Study: Light, sound sensitivity ease with age for those with autism

New research shows people with autism might experience some changes in the condition as they get older, including improved light and sound sensitivity.

The study, a collaboration between the University of York and Stanford University, showed sensory responses change between childhood and adulthood in people with autism.

People with the condition often report sensitivity to bright lights and loud sounds, making it difficult to thrive in certain environments.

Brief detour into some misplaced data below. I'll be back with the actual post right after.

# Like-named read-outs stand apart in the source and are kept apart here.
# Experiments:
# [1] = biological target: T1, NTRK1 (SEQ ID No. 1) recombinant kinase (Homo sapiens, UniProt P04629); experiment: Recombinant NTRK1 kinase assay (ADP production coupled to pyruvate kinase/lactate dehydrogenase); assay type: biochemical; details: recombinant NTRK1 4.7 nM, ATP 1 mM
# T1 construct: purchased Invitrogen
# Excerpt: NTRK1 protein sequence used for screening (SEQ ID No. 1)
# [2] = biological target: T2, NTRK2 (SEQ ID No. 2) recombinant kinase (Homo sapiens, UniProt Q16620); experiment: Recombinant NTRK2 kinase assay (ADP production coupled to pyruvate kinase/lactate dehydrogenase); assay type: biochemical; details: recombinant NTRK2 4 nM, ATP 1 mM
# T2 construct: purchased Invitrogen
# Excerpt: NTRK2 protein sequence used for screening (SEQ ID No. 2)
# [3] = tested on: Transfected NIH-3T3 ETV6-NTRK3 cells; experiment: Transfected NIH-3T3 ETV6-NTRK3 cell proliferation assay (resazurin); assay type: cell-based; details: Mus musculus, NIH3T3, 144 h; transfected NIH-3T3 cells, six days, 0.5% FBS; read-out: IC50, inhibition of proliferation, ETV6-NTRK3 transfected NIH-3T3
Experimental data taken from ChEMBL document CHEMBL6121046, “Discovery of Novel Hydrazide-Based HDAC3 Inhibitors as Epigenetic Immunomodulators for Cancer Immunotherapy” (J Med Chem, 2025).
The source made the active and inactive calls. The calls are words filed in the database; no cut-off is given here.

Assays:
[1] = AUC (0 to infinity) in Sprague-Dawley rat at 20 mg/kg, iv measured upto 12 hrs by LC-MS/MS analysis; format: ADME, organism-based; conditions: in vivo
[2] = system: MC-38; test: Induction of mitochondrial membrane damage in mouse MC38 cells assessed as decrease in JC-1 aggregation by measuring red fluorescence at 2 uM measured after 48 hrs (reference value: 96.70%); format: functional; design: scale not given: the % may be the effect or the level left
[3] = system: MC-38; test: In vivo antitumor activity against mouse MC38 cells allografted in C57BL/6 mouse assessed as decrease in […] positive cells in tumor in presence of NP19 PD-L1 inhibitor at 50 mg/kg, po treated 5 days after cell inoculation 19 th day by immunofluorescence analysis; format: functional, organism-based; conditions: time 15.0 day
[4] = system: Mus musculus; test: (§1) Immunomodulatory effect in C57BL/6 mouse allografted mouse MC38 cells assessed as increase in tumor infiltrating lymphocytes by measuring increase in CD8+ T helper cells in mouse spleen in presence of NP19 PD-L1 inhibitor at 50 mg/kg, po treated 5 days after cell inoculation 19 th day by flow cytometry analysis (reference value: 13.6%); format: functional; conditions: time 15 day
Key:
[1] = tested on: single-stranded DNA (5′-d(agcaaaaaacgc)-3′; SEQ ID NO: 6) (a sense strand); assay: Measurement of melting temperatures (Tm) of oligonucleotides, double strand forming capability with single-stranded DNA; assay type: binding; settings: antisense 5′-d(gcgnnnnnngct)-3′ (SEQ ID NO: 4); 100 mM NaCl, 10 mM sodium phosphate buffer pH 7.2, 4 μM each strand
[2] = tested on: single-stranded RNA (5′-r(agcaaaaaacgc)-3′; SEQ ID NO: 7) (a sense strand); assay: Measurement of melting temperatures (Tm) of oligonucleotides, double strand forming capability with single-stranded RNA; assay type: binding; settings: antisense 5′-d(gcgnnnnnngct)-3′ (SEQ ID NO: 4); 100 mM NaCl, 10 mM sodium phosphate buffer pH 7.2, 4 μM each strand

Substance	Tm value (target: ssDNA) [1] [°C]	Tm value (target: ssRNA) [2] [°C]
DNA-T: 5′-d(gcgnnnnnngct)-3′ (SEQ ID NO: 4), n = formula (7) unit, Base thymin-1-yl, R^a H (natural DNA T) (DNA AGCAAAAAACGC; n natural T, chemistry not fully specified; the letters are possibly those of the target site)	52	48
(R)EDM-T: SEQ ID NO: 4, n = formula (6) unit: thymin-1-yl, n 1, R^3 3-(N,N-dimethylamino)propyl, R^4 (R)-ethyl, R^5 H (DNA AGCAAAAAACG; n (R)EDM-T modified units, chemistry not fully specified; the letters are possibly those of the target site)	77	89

There's very little research as to why that's the case, but this study provided some insights.

Researchers asked both children and adults with and without autism to look at patterns on a computer screen that flickered at specific rates, then they tracked how the neurons in the brain responded to the patterns.

The adults had a reduction in brain activity while children were lower at both frequencies, suggesting that our bodies adjust and compensate as we develop.

For children with autism, researchers think that as they age they naturally learn to tolerate more light and sound.

This research could ultimately lead to understanding more about why autism has an impact on how people with autism perceive visual or other sensory stimuli.

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